If you attempt to commit a crime in Larimer County, you will still be charged. It doesn’t matter if you actually committed the offense or not – think of a shoplifter caught with merchandise in her purse (criminal attempt at Theft), or the man with a crowbar in his hand, about to smash his ex-girlfriend’s car window in Loveland (criminal attempt at Criminal Mischief). In circumstances like these, prosecutors reference Criminal Attempt law (C.R.S. 18-2-101).
Larimer County Criminal Attempt Lawyer: What is the Definition of Criminal Attempt?
Let’s take a closer look at this law. The criminal attempt statute provides:
A person commits criminal attempt if, acting with the kind of culpability otherwise required for commission of an offense, he engages in conduct constituting a substantial step toward the commission of the offense.” (Emphasis added).
Criminal Attempt is often up to the translation of the judge or prosecution in your case. Do they believe you engaged in conduct which “took a substantial step” towards the commission of a crime? The definition of “substantial step” is the key point of our defense in an Attempt case. The easiest way to define this law is to give you an example:
A Fort Collins Example of Criminal Attempt:
Let’s say two women go into a department store in Fort Collins to shoplift. One goes in and scopes out the scene, finds where the employees aren’t watching, notes the priciest items, and leaves, planning on coming back the next day. The other woman goes into the store, grabs a stack of clothing and stuffs it into her purse. She has her hand on the door, about ready to leave, when an employee stops her. The second woman would be charged with Criminal Attempt at theft (not Theft, because she hasn’t left the store yet). She took a substantial step toward theft, because she had the items hidden in her purse, and was exiting the store.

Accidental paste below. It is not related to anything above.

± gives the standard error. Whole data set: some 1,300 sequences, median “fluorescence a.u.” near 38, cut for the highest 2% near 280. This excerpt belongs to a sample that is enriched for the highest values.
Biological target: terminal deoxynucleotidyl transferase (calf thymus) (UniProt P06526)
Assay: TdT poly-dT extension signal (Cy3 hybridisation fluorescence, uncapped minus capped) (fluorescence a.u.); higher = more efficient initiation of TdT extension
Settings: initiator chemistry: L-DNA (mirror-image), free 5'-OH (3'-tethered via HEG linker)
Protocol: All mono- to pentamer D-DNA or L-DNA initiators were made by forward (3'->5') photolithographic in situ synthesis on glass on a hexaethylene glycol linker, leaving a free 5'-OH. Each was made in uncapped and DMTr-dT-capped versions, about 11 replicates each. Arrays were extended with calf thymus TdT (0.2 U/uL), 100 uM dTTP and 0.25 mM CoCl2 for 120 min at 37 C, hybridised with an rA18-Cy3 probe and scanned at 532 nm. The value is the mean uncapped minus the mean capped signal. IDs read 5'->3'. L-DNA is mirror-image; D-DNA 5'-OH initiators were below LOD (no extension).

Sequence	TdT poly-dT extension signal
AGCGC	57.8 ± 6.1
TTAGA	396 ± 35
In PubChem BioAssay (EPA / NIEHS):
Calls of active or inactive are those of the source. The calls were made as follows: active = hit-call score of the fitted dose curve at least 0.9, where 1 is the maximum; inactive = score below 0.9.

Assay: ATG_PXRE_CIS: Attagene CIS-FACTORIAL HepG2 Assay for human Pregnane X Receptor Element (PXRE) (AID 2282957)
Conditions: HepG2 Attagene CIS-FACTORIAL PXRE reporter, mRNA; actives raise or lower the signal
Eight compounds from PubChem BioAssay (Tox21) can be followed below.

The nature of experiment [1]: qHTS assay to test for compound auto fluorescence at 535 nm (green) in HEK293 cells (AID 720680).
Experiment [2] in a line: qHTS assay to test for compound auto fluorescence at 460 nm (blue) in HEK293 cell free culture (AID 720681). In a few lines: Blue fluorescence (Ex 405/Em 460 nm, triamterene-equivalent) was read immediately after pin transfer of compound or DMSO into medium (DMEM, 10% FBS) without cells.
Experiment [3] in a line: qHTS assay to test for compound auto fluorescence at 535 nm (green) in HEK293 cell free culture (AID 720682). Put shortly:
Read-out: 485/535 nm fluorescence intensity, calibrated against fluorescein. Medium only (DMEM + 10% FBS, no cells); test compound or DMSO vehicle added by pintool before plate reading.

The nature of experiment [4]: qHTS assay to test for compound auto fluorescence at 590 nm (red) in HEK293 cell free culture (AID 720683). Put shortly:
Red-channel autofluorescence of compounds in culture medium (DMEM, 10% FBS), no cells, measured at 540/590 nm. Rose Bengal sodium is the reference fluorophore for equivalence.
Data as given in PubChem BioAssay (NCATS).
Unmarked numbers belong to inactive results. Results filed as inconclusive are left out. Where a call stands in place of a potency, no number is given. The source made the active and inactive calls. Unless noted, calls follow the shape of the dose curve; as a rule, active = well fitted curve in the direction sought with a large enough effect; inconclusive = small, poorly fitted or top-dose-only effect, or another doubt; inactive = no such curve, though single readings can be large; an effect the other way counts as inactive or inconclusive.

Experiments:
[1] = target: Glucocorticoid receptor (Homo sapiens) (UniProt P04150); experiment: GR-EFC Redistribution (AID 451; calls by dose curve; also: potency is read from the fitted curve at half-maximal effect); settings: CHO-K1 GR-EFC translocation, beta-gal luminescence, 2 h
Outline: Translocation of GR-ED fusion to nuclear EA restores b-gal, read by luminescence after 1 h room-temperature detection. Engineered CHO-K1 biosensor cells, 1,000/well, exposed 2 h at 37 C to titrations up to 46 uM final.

A person will be charged with Criminal Attempt if they take a “substantial step” toward committing a crime.
“Attempt” Can be Added to Any Crime in Larimer County
The police and District Attorneys can add “attempt” to any crime, whether it be Attempted Burglary, Attempted Criminal Mischief, Attempted Sexual Assault, etc. If our society only punished people for crimes which were completed, our cities would be lawless. This is why the Criminal Attempt law was created.
Boulder County Sentence for Criminal Attempt
If you are convicted of Criminal Attempt, you will be sentenced a step less harshly than if you had completed the crime. Take a look at this chart to see how you would be charged:
|Level of Crime You Attempted to Commit||You’ll Be Charged With|
|Class 1 Felony||Class 2 Felony|
|Class 2 Felony||Class 3 Felony|
|Class 3 Felony||Class 4 Felony|
|Class 4 Felony||Class 5 Felony|
|Class 5 or 6 Felony||Class 6 Felony|
|Class 1 Misdemeanor||Class 2 Misdemeanor|
|Class 2 Misdemeanar||Class 3 Misdemeanor|
Why You Need an Experienced Criminal Attempt Lawyer
A conviction of Criminal Attempt can still result in a prison or jail sentence, which will have a negative impact on your future. Don’t let a criminal record hurt your ability to get a job or find housing. If you have been charged with Criminal Attempt, don’t accept a plea deal to avoid jail or prison time and end up with a permanent record. Instead, contact an experienced criminal defense attorney to fight on your behalf.